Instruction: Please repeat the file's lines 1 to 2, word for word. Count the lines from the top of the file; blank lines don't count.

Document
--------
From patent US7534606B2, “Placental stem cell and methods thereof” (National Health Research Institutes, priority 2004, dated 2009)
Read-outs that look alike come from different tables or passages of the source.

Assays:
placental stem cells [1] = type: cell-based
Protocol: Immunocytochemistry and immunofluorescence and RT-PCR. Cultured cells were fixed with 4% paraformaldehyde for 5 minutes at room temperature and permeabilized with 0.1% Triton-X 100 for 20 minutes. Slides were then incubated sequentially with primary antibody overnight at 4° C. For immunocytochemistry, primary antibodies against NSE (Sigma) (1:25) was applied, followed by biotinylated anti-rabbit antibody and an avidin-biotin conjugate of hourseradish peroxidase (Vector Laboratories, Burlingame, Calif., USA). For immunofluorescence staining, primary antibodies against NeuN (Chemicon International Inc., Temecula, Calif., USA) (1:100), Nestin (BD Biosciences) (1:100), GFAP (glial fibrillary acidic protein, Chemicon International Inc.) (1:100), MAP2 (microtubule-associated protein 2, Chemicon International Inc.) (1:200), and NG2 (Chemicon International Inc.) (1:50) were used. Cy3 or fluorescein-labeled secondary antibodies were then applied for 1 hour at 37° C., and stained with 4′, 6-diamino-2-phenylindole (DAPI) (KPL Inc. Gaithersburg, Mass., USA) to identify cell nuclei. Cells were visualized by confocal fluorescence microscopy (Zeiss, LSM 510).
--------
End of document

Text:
From patent US7534606B2, “Placental stem cell and methods thereof” (National Health Research Institutes, priority 2004, dated 2009)
Read-outs that look alike come from different tables or passages of the source.